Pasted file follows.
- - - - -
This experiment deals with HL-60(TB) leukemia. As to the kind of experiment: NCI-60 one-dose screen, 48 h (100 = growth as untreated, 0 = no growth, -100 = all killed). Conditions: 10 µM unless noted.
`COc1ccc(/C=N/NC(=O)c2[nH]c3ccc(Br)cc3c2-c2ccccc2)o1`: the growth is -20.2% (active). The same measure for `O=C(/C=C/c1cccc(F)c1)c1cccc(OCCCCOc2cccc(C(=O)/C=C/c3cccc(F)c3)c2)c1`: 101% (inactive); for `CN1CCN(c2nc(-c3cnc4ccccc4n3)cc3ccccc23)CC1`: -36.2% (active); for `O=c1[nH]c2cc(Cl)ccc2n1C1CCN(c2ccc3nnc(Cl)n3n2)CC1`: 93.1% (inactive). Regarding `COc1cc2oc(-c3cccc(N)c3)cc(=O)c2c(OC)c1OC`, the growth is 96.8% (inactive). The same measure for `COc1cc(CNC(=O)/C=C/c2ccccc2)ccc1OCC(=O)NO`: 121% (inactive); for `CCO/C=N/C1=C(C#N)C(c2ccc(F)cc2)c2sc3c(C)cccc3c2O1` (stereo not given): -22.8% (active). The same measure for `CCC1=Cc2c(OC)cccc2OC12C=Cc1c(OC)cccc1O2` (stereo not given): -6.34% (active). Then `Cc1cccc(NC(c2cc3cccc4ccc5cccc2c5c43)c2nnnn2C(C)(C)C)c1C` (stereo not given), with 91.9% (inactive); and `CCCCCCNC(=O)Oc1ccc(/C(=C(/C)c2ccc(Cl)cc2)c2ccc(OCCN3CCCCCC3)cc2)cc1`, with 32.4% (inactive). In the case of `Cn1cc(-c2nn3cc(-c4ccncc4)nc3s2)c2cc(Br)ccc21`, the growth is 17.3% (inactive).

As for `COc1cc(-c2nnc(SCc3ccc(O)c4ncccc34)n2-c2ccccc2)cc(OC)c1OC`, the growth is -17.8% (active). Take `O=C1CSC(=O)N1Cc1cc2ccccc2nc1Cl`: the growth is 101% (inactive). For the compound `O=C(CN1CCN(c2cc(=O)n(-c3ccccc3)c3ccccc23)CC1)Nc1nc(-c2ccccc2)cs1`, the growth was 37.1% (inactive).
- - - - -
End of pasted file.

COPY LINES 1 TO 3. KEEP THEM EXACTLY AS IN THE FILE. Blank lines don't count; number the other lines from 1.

This experiment deals with HL-60(TB) leukemia. As to the kind of experiment: NCI-60 one-dose screen, 48 h (100 = growth as untreated, 0 = no growth, -100 = all killed). Conditions: 10 µM unless noted.
`COc1ccc(/C=N/NC(=O)c2[nH]c3ccc(Br)cc3c2-c2ccccc2)o1`: the growth is -20.2% (active). The same measure for `O=C(/C=C/c1cccc(F)c1)c1cccc(OCCCCOc2cccc(C(=O)/C=C/c3cccc(F)c3)c2)c1`: 101% (inactive); for `CN1CCN(c2nc(-c3cnc4ccccc4n3)cc3ccccc23)CC1`: -36.2% (active); for `O=c1[nH]c2cc(Cl)ccc2n1C1CCN(c2ccc3nnc(Cl)n3n2)CC1`: 93.1% (inactive). Regarding `COc1cc2oc(-c3cccc(N)c3)cc(=O)c2c(OC)c1OC`, the growth is 96.8% (inactive). The same measure for `COc1cc(CNC(=O)/C=C/c2ccccc2)ccc1OCC(=O)NO`: 121% (inactive); for `CCO/C=N/C1=C(C#N)C(c2ccc(F)cc2)c2sc3c(C)cccc3c2O1` (stereo not given): -22.8% (active). The same measure for `CCC1=Cc2c(OC)cccc2OC12C=Cc1c(OC)cccc1O2` (stereo not given): -6.34% (active). Then `Cc1cccc(NC(c2cc3cccc4ccc5cccc2c5c43)c2nnnn2C(C)(C)C)c1C` (stereo not given), with 91.9% (inactive); and `CCCCCCNC(=O)Oc1ccc(/C(=C(/C)c2ccc(Cl)cc2)c2ccc(OCCN3CCCCCC3)cc2)cc1`, with 32.4% (inactive). In the case of `Cn1cc(-c2nn3cc(-c4ccncc4)nc3s2)c2cc(Br)ccc21`, the growth is 17.3% (inactive).

As for `COc1cc(-c2nnc(SCc3ccc(O)c4ncccc34)n2-c2ccccc2)cc(OC)c1OC`, the growth is -17.8% (active). Take `O=C1CSC(=O)N1Cc1cc2ccccc2nc1Cl`: the growth is 101% (inactive). For the compound `O=C(CN1CCN(c2cc(=O)n(-c3ccccc3)c3ccccc23)CC1)Nc1nc(-c2ccccc2)cs1`, the growth was 37.1% (inactive).